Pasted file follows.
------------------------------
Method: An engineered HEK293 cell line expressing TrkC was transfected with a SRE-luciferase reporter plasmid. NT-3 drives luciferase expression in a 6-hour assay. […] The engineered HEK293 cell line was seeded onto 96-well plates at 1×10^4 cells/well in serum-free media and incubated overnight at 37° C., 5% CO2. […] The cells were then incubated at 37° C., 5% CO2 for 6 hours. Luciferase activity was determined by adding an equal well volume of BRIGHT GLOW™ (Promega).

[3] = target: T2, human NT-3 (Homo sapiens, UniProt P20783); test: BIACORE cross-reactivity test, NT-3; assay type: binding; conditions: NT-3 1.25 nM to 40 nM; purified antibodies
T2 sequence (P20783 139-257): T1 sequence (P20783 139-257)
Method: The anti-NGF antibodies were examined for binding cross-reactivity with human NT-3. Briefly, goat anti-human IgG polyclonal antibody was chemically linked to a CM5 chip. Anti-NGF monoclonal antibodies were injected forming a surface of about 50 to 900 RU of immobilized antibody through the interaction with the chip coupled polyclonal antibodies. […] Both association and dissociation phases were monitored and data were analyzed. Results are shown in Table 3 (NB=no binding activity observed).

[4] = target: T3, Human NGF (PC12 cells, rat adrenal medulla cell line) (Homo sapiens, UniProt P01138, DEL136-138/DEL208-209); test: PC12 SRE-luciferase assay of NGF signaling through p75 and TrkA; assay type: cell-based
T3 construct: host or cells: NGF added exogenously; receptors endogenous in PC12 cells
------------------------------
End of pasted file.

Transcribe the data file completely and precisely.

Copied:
Method: An engineered HEK293 cell line expressing TrkC was transfected with a SRE-luciferase reporter plasmid. NT-3 drives luciferase expression in a 6-hour assay. […] The engineered HEK293 cell line was seeded onto 96-well plates at 1×10^4 cells/well in serum-free media and incubated overnight at 37° C., 5% CO2. […] The cells were then incubated at 37° C., 5% CO2 for 6 hours. Luciferase activity was determined by adding an equal well volume of BRIGHT GLOW™ (Promega).

[3] = target: T2, human NT-3 (Homo sapiens, UniProt P20783); test: BIACORE cross-reactivity test, NT-3; assay type: binding; conditions: NT-3 1.25 nM to 40 nM; purified antibodies
T2 sequence (P20783 139-257): T1 sequence (P20783 139-257)
Method: The anti-NGF antibodies were examined for binding cross-reactivity with human NT-3. Briefly, goat anti-human IgG polyclonal antibody was chemically linked to a CM5 chip. Anti-NGF monoclonal antibodies were injected forming a surface of about 50 to 900 RU of immobilized antibody through the interaction with the chip coupled polyclonal antibodies. […] Both association and dissociation phases were monitored and data were analyzed. Results are shown in Table 3 (NB=no binding activity observed).

[4] = target: T3, Human NGF (PC12 cells, rat adrenal medulla cell line) (Homo sapiens, UniProt P01138, DEL136-138/DEL208-209); test: PC12 SRE-luciferase assay of NGF signaling through p75 and TrkA; assay type: cell-based
T3 construct: host or cells: NGF added exogenously; receptors endogenous in PC12 cells